For all things come from earth, and all things end by becoming earth.
I saw all the people hustling early in the morning to go into the factories and the stores and the office buildings, to do their job, to get their check. But ultimately it’s not office buildings or jobs that give us our checks. It’s the soil. The soil is what gives us the real income that supports us all.
How many of us are able to distinguish between the odors of noon and midnight, or of winter and summer, or of a windy spell and a still one? If man is so generally less happy in the cities than in the country, it is because all these variations and nuances of smell and sound are less clearly marked and lost in the general monotony of gray walls and cement pavements.
Anyone can be good in the country. There are no temptations there.
We have our own front page, as all people do who live in the country. It is the sky and the earth, with headlines new every morning. We wake to take in its news as city dwellers reach across thresholds for their newspapers.
What we lose in our great human exodus from the land is a rooted sense, as deep and intangible as religious faith, of why we need to hold on to the wild and beautiful places that once surrounded us. We seem to succumb so easily to the prevailing human tendency to pave such places over, build subdivisions upon them, and name them the Willows, or Peregrine’s Roost, or Elk Meadows, after whatever it was that got killed there. Apparently, it’s hard for us humans to doubt, even for a minute, that this program of plunking down our edifices at regular intervals over the entire landmass of planet Earth is overall a good idea.
Our life is frittered away by detail. Simplify, simplify, simplify! I say, let your affairs be as two or three, and not a hundred or a thousand; instead of a million count half a dozen, and keep your accounts on your thumbnail.
It’s hard for the modern generation to understand Thoreau, who lived beside a pond but didn’t own water skis or a snorkel.
The idea that we are “stewards of the earth” is another symptom of human arrogance. Imagine yourself with the task of overseeing your body’s physical processes. Do you understand the way it works well enough to keep all its systems in operation? Can you make your kidneys function? . . . Are you conscious of the blood flow through your arteries? . . . We are unconscious of most of our body’s processes, thank goodness, because we’d screw it up if we weren’t. The human body is so complex, with so many parts. . . . The idea that we are consciously caretaking such a large and mysterious system is ludicrous.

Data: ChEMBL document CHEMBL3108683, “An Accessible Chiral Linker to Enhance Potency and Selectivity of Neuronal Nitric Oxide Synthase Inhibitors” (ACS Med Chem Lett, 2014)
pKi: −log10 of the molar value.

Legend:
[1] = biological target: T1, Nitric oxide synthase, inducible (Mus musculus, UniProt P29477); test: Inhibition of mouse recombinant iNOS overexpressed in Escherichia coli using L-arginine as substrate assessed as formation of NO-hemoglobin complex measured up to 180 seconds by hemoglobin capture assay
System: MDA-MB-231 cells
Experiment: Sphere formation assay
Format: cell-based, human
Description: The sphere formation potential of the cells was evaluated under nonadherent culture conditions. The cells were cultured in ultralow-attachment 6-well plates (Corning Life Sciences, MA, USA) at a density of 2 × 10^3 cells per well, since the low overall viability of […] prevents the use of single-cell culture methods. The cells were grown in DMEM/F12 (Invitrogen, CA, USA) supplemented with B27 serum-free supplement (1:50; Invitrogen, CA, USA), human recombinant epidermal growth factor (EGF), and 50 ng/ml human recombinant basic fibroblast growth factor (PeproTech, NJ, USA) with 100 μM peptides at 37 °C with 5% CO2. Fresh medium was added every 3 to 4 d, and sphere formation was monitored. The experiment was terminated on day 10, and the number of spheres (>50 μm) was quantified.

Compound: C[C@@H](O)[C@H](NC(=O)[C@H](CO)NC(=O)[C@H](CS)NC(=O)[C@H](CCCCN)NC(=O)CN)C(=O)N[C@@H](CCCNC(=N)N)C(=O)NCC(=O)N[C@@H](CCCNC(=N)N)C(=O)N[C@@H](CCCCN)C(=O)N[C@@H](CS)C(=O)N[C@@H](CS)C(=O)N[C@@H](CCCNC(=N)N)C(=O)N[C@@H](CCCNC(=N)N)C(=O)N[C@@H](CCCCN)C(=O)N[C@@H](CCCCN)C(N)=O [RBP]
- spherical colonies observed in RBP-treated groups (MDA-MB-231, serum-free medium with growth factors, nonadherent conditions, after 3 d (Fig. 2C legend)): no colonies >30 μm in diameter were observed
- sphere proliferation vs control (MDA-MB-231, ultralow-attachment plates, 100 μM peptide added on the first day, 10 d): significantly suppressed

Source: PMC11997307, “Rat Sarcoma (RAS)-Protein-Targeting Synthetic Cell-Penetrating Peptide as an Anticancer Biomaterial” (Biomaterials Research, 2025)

Soon silence will have passed into legend. Man has turned his back on silence. Day after day he invents machines and devices that increase noise and distract humanity from the essence of life, contemplation, meditation. . . . Tooting, howling, screeching, booming, crashing, whistling, grinding, and trilling bolster his ego. His anxiety subsides. His inhuman void spreads monstrously like a gray vegetation.
The time in our own life when we came closest to being convinced by silence was one time at sea in a light fall of snow. We heard nothing — no gravel, no wind, no waves, no wolves, no bell buoy. It was convincing and it was beautiful.
Beneath the veneer of civilization . . . lies not the barbarian and the animal, but the human in us who knows what is right and necessary for becoming fully human: birth in gentle surroundings, a rich nonhuman environment, juvenile tasks with simple tools, . . . play at being animals, . . . clan membership and small-group life, and the profound claims and liberation of ritual initiation and subsequent stages of adult mentorship. There is a secret person undamaged in each of us, aware of the validity of these conditions, sensitive to their right moments in our lives.
Love to throw yourself on the earth and kiss it. Kiss the earth and love it with an unceasing, consuming love.
If we think of ourselves as coming out of the earth, rather than having been thrown in here from somewhere else, we see that we are the earth; we are the consciousness of the earth. These are the eyes of the earth. And this is the voice of the earth.